It's People that Bring Business to Life
Brenda Palmer, Coles
Brenda Palmer, 86, has worked at the Coles supermarket at Malvern for nearly 51 years and is Coles longest-serving checkout operator in Australia.
Brenda first started working at the store in Glenferrie Road on July 19, 1967, and now works four mornings a week, beginning each day at 6.30am.
She first began working at the store after seeing an advertisement for part-time employees. She decided to apply and first started off in the deli before moving to the checkout full-time.
Brenda is a well-known face with customers. She counts many customers as her friends and now serves the grandchildren of the customers she first served in the 1960s.
Stores have changed significantly since the 1960s and Brenda can recall the days before telephones when checkout operators used bells to communicate to managers and the rest of the team. The biggest changes Brenda has witnessed over the past 51 years have been the introduction of barcodes, scanning and then EFTPOS, which have all simplified and sped up the work of checkout operators.
Naomi Beath, Woodside
Naomi Beath, 32, is a Kariyarra woman from Port Hedland, who grew up in Karratha with her family. She moved to Perth for high school but dropped out.
She worked for some years in the insurance industry in Perth before returning to Karratha, where Woodside accepted her into an Operations Support Traineeship, designed to support young Indigenous people.
A decade ago, in 2007-08, Woodside was concerned at their Karratha operations that local Indigenous people were not succeeding in gaining an apprenticeship, traineeship or employment – so in consultation with the local Indigenous people, they developed new training pathways.
Naomi has now completed more than four years of training with Woodside and two years of employment. She won a WA Training Award in 2016 [Aboriginal and Torres Strait Islander Student of the Year] and was a finalist in the Australian Training Awards.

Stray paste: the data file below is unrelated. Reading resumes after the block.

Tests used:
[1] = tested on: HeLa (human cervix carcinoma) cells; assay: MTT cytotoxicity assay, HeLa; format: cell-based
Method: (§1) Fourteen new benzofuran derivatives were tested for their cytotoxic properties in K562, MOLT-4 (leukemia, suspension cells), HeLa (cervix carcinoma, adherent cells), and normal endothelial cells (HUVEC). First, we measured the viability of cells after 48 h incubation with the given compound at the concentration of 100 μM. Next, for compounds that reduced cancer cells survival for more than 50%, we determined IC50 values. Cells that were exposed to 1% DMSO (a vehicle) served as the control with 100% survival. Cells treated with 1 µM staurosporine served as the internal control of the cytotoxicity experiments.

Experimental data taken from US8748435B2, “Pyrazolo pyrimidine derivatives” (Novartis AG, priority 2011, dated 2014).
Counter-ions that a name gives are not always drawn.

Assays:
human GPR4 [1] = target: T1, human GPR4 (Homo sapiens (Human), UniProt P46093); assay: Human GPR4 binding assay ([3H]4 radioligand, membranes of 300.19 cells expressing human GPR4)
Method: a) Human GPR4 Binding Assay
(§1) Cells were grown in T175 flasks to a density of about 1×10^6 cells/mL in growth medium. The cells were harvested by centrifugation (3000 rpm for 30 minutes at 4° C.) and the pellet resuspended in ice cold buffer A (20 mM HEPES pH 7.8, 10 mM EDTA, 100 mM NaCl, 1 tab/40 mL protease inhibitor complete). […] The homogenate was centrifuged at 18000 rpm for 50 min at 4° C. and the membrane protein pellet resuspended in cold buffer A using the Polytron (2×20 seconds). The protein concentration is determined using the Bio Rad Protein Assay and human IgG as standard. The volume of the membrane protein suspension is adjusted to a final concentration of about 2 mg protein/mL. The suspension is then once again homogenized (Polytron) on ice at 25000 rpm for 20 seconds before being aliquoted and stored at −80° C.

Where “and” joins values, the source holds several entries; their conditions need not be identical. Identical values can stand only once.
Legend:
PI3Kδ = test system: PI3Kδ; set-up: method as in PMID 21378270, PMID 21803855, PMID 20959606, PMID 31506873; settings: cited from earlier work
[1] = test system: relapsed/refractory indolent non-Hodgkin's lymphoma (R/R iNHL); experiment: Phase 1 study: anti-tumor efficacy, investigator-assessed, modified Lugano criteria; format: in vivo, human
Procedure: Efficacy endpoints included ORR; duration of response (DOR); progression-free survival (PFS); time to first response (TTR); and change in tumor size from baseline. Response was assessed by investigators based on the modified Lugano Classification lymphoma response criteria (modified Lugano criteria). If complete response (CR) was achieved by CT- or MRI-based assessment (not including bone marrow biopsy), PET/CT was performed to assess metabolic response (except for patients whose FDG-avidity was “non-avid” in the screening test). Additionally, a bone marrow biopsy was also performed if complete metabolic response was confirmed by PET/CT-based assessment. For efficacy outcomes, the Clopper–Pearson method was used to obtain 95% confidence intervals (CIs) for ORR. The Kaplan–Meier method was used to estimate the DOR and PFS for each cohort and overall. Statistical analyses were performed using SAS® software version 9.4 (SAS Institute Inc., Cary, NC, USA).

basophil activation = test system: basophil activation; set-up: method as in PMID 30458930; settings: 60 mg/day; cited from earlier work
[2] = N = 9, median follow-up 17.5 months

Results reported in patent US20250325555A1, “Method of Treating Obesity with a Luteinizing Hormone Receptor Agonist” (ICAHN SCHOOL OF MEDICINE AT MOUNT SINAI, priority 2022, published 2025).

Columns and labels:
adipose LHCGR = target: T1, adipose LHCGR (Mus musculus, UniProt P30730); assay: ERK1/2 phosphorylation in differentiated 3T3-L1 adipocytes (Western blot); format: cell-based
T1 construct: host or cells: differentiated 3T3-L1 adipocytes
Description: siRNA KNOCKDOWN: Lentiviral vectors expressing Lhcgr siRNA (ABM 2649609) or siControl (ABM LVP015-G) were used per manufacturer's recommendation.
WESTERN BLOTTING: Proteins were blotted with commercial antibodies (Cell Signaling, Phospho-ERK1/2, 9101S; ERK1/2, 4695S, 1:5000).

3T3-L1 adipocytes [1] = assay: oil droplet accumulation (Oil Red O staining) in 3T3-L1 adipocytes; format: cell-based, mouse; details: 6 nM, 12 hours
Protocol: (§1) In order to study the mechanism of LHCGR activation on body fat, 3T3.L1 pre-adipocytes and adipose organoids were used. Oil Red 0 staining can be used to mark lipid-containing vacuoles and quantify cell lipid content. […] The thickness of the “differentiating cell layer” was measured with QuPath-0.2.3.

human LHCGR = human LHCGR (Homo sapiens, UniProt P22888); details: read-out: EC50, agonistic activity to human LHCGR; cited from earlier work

Ali Assi, DuluxGroup
Ali Assi, 36, is the son of Lebanese migrants. He grew up and went to school in Preston in Melbourne’s northern suburbs and began working immediately after completing year 12.
Ali worked for 12 years at a large manufacturer supplying local car manufacturers. As Ford gradually scaled back production before final closure in October 2016, Ali ‘saw the writing on the wall’ and took redundancy.
Around that time Dulux had the unique opportunity to build a workforce at its Merrifield site from scratch – creating a range of new opportunities for workers in disrupted industries.
Dulux wanted to build a team of people who would look out for each other and take pride in their work.
The company was also determined to create a diverse workforce which reflected the local community in the north of Melbourne, which they did by engaging directly with local community groups and with inclusive advertising for the roles.
For more information on Brenda Palmer, Naomi Beath and Ali Assi, and to discover other stories about the people who bring business to life, go to www.australia-at-work.com.au.
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